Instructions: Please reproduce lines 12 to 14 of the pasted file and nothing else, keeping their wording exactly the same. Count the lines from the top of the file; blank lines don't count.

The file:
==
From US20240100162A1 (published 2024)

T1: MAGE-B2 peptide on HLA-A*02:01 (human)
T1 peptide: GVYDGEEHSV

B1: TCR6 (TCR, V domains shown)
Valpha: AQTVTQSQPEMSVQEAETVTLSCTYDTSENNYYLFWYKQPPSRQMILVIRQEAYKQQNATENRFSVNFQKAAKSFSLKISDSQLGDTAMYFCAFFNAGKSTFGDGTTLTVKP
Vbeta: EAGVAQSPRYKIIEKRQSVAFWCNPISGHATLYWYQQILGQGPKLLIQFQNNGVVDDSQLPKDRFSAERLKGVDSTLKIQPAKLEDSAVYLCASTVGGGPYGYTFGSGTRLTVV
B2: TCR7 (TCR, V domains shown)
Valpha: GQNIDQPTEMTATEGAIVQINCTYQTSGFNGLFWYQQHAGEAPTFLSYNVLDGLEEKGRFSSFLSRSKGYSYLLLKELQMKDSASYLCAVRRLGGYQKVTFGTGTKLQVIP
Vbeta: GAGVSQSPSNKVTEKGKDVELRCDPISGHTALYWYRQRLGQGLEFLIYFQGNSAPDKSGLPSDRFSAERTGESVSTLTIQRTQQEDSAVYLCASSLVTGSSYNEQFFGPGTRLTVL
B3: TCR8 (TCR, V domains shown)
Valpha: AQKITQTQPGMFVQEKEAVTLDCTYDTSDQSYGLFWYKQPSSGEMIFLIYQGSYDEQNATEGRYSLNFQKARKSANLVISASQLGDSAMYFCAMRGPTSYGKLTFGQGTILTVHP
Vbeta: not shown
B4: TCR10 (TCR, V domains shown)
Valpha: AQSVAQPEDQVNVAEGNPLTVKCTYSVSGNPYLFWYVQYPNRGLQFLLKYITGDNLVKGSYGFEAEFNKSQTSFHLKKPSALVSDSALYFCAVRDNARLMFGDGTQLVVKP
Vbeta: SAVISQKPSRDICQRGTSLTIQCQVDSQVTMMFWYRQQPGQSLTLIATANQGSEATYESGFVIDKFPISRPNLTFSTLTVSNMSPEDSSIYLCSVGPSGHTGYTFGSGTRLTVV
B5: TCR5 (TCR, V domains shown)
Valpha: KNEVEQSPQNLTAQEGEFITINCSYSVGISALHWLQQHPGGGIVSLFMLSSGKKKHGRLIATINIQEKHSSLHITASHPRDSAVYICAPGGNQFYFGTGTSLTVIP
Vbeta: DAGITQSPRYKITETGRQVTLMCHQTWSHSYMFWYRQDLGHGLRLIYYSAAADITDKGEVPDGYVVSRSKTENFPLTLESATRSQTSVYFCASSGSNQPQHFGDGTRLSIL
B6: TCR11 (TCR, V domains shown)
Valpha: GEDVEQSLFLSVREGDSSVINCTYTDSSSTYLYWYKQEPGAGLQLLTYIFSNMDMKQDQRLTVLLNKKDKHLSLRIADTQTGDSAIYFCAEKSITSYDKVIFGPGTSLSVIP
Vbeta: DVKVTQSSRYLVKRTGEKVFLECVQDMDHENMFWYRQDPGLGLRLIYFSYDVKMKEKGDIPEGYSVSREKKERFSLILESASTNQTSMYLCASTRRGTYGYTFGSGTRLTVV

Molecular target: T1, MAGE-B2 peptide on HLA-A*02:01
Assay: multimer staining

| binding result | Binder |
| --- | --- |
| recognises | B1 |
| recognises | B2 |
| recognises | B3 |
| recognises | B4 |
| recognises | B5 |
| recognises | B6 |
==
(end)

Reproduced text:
Vbeta: not shown
B4: TCR10 (TCR, V domains shown)
Valpha: AQSVAQPEDQVNVAEGNPLTVKCTYSVSGNPYLFWYVQYPNRGLQFLLKYITGDNLVKGSYGFEAEFNKSQTSFHLKKPSALVSDSALYFCAVRDNARLMFGDGTQLVVKP